Environmental protection groups and legislators yesterday urged the Atomic Energy Council to reject a proposal by Taiwan Power Co (Taipower) to resume operations at the No. 1 reactor of the Guosheng Nuclear Power Plant in Wanli District (萬里), New Taipei City (新北市), saying that it should first explain why seven anchor bolts of the reactor were damaged.
During a temporary shutdown on March 16 for routine maintenance of the reactor, problems were discovered with some of the anchor bolts used to secure the bottom of the reactor to the steel-reinforced concrete substrate.
One was broken, two were fractured and four were cracked.
Taiwan Environmental Protection Union secretary-general Lee Cho-han (李卓翰) said they questioned Taipower’s credibility when it said that after having reactor designer General Electric replace six bolts and conduct ultrasonic tests on the other 113 anchor bolts — of which 60 are on the inner rim and 60 on the outer — the reactor was safe to resume operations.
Green Citizens’ Action Alliance secretary-general Tsui Shu-hsin (崔愫欣) said “Taipower’s rehabilitation plan isn’t complete” because the anchor bolts are fundamental components and are designed to have the same life expectancy as the reactor, so the cause of the broken bolts should be examined in case the same problem occurs on the other 113 anchor bolts.
Democratic Progressive Party (DPP) Legislator Tien Chiu-chin (田秋堇) said Taipower’s explanation that the fractured anchor bolts resulted from long-term stress was unreasonable, because none of the anchor bolts were found to be fractured in the previous maintenance checks.
Green Consumers’ Foundation chairman Jay Fang (方儉) said the broken bolts might reflect metal fatigue of components in the reactor that has operated for more than 30 years, and a resumption of operations could shorten the lifespan of the reactor from overwork.
“Taipower said one of the anchor bolts had not been replaced because it was at a sensitive location in the reactor, but this is like telling us that all but one broken screw bolt in a tire frame was fixed and that it’s safe to drive the car,” Tien said, adding that nuclear safety was a matter of safety for everyone in Taiwan.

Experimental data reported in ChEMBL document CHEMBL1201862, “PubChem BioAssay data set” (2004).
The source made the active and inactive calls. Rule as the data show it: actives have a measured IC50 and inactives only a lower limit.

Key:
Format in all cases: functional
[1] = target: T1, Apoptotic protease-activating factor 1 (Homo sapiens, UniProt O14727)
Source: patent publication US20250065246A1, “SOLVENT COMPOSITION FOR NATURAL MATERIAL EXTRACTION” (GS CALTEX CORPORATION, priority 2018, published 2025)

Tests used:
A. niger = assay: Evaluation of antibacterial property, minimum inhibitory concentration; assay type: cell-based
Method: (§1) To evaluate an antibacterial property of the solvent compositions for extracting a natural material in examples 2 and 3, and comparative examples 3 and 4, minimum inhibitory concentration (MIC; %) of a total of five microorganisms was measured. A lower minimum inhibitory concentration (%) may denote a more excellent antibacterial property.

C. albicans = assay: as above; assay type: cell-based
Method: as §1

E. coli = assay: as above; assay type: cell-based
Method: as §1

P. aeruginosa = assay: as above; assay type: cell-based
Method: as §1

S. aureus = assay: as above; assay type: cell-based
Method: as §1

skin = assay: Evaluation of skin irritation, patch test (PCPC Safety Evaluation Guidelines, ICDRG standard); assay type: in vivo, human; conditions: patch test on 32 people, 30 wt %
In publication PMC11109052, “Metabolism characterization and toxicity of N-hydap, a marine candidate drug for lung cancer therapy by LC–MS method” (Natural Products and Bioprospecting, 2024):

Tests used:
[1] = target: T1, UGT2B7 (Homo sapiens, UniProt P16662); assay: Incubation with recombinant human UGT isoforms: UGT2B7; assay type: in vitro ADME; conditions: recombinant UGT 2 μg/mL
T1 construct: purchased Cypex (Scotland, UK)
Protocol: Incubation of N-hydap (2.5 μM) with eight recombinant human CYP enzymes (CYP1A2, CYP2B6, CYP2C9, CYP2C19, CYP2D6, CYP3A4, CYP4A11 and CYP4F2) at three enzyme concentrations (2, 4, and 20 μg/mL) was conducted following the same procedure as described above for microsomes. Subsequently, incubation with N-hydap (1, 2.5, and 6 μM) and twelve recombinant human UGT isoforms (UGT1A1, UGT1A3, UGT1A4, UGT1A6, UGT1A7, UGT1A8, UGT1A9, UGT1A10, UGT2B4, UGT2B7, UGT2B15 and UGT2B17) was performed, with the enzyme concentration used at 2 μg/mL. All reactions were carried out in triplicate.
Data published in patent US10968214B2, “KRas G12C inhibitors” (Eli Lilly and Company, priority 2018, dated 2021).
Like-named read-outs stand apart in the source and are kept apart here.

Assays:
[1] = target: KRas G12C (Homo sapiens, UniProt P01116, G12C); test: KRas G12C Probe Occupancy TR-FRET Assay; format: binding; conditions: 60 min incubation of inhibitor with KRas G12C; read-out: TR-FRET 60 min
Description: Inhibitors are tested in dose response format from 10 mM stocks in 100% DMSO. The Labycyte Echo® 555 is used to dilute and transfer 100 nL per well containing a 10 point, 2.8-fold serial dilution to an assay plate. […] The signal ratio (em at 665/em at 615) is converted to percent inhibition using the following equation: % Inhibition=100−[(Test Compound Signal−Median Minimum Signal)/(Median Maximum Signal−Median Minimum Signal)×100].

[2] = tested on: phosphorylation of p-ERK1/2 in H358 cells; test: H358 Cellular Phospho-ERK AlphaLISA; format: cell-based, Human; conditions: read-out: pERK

Tien said an administrative hearing on the case should be held so that the cause can be clarified and the information made public.
“Regardless of whether one supports or opposes nuclear power, its safety is the most important issue,” Lee said, adding that they would recruit people to launch protests on a larger scale if the reactor resumes operation before their questions are answered.
At the legislature, council and Taipower officials reported the matter of the anchor bolts at the Education and Culture Committee.
Taipower president Lee Han-shen (李漢申) said the cause of the fractured anchor bolts had yet to be determined and that the six replaced bolts had been sent to the council for analysis.
Describing the reports by the council and Taipower as “touching on the light and casual,” while “avoiding the important matters and dwelling on the trivial,” Chinese Nationalist Party (KMT) Legislator Chiang Nai-shin (蔣乃辛) said that problems with seven out of 60 anchor bolts were not a trivial matter.
Chiang said he worried the agencies were hiding the problems from the public.
Questioned by several legislators from different political parties about what they described as the council’s passive attitude to monitoring Taipower’s nuclear safety and slow reactions to abnormal phenomena at the power plants, council Minister Tsai Chuen-horng (蔡春鴻) said that because there was no precedent for such defects, he could not say how long it would take to fix the problem.